In the US, Bloom Energy is becoming a big player in the stationary power production market with its fuel cells. The company has announced that it could turn a profit in 2014. Although its system is not yet designed and packaged as a CHP system, the volume of production and onward technological developments hold big promise for further cost reductions and efficiency improvements. Bloom Energy sees good markets in Europe and recognises the significant opportunities for a system with heat recovery, though the first CHP system from this manufacturer has yet to come.
FuelCell Energy, another important international player in the field of large-scale stationary fuel cell power, has started a joint venture with Fraunhofer IKTS called Fuel Cell Energy Solutions (FCES). FCES has been set up to serve the European market and has recently reported that the first product from its German production site is scheduled for mid-2014.
A bright future ahead
Besides scaling up in production, several new fundamental technological breakthroughs can bring further cost reductions. A spearhead of these breakthroughs is, among others, limiting the use of rare earth materials.
|Fuel Cell Energy Solutions’ CHP power plant produces 300 kWe and 140/235 kWth Credit: Fuel Cell Energy Solutions|
An example of one such breakthrough is SiEnergy’s thin-film solid oxide fuel cell (SOFC). The thin-film concept allows operating temperatures of 350°C, in contrast to present SOFCs that generally operate between 650°C–800°C. The low operation temperatures allow for fast startup and load following capability. Due to the thin-film technology, use of rare earth metals is marginal and production can be based on chip industry manufacturing processes.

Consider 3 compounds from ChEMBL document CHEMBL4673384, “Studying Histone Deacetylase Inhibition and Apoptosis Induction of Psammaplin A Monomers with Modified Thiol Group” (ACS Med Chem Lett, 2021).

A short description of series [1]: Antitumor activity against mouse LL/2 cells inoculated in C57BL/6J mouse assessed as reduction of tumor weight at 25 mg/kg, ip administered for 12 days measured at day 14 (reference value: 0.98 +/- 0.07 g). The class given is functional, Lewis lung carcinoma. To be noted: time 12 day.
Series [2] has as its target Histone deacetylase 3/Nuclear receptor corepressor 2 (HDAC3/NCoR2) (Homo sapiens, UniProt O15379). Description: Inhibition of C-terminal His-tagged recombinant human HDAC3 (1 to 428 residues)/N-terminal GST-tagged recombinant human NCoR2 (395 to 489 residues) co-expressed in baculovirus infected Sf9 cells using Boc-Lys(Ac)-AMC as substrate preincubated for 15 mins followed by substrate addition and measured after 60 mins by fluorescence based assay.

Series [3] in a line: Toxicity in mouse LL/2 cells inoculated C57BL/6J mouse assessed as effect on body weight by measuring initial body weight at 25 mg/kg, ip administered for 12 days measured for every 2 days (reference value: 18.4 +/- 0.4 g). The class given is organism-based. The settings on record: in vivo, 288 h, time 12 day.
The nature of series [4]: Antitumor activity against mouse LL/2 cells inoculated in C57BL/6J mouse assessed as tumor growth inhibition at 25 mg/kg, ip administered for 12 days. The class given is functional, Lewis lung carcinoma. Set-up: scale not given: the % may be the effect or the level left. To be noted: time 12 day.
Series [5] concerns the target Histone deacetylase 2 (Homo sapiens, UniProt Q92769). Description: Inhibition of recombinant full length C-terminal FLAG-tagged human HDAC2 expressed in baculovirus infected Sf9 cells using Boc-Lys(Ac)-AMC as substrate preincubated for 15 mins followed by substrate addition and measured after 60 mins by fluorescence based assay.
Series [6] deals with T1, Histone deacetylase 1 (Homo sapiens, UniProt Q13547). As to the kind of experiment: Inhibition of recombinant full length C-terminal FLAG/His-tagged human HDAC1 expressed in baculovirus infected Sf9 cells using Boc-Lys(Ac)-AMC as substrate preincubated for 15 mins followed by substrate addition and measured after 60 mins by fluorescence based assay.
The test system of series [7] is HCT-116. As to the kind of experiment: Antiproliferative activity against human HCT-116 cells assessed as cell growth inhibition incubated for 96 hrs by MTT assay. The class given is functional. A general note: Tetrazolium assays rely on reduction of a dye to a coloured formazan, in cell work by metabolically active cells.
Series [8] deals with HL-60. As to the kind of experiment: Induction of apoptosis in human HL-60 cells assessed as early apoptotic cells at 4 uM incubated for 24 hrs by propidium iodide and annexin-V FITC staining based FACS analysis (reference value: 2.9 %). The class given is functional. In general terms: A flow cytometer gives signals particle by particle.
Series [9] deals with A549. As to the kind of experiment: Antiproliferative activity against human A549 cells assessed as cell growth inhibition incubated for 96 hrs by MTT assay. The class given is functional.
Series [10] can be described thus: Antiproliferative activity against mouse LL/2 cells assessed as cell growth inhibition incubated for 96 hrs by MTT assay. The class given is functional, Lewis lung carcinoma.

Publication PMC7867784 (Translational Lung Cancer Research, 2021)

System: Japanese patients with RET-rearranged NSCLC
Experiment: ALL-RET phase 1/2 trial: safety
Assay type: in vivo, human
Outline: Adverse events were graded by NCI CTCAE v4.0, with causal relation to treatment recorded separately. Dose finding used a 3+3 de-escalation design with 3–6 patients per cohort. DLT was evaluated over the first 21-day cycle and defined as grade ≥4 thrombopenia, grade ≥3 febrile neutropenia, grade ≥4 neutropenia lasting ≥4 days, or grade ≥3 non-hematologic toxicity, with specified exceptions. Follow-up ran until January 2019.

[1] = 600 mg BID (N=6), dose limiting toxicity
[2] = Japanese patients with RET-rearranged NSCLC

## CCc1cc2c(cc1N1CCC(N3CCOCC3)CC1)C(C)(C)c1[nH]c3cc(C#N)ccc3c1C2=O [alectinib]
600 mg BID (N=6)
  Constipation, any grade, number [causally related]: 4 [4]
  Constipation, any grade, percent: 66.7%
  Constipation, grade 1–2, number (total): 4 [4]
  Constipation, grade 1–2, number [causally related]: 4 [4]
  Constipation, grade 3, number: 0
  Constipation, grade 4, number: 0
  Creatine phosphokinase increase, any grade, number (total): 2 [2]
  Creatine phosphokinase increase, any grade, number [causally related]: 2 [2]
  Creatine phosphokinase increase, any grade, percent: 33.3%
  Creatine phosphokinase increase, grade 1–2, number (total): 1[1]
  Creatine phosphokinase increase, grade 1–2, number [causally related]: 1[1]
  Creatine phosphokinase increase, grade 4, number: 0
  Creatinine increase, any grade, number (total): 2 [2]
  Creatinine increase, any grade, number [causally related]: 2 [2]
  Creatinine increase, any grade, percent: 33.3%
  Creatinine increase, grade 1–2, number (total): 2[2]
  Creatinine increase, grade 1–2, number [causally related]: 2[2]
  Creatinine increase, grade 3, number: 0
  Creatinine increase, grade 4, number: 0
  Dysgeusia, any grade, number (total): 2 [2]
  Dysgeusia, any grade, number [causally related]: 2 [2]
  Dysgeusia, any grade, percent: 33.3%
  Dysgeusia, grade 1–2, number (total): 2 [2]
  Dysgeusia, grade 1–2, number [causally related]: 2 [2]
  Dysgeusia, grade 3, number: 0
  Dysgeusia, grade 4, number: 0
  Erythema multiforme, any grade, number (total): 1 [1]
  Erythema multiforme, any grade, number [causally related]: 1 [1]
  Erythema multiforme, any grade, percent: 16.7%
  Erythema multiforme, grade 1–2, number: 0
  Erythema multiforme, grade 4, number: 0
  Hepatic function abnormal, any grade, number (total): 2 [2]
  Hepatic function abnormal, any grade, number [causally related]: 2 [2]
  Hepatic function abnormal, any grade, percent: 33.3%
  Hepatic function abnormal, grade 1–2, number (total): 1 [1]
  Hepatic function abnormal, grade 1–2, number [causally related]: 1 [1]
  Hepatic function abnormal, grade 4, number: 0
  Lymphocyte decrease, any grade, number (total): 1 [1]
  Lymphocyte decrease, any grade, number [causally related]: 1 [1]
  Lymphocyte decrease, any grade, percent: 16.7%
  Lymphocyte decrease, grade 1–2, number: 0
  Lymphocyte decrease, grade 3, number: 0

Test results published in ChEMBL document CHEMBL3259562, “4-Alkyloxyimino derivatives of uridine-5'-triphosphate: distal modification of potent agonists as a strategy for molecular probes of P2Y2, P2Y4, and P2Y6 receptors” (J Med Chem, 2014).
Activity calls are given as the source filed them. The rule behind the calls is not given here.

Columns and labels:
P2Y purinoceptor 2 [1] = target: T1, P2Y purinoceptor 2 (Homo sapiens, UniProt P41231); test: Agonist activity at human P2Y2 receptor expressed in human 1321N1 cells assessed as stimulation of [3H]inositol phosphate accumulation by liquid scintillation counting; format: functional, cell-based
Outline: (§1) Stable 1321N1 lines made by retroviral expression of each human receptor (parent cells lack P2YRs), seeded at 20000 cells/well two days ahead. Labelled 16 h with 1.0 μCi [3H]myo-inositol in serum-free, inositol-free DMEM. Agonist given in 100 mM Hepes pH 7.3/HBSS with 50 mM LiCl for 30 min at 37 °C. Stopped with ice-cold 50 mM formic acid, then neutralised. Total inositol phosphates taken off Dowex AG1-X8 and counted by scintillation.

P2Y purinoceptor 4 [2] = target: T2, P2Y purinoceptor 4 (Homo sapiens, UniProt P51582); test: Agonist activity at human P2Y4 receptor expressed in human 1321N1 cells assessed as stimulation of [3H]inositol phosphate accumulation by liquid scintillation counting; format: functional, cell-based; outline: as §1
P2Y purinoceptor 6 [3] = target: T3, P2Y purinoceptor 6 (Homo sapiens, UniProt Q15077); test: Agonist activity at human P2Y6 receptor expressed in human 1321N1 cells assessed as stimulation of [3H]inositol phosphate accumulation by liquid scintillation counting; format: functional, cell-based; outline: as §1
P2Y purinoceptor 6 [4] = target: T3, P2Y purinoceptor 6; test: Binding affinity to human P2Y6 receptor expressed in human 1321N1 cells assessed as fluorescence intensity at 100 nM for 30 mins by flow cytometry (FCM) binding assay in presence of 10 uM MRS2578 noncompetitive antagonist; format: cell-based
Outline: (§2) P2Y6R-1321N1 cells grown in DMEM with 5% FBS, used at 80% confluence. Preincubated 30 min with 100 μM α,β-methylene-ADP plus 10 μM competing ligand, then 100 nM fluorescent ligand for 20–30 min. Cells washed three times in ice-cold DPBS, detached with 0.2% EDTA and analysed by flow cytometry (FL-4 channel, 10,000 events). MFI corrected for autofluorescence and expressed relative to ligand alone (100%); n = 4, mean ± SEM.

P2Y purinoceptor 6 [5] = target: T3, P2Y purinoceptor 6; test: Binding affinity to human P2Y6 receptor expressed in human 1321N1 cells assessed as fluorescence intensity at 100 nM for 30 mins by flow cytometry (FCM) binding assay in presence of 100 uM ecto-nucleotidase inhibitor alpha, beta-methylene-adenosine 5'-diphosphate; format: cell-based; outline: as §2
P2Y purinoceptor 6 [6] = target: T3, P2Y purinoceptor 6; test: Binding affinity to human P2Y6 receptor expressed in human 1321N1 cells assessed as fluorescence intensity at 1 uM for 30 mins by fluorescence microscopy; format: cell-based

Another noteworthy development is that of ACAL Energy. ACAL is developing a radical redesign of the fuel cell concept with its FlowCath technology, enabling zero degradation and 80% less use of platinum in a PEM fuel cell. Their concept has already been proven during 10,000 hours of operation, an equivalent of 300,000 automotive miles.
|Fuel cell unit sales developments in Japan Source: Aisin|
And there are many more interesting innovations under development. Technological developments like these will keep renewing the business models and will lower the total costs of ownership.
Expectations for fuel cell CHP in the EU are high. This became clear during the fourth conference of the Fuel Cell Expertise Network (FCEN) in October 2013 in Amsterdam. Major existing suppliers like Bloom Energy from the US, Australia-based CFU (also known as CFCL) and Aisin from Japan showcased their past results and future plans. These companies have already established a large installed fuel cell base and have plans for further growth and further cost reductions which will impact the European market.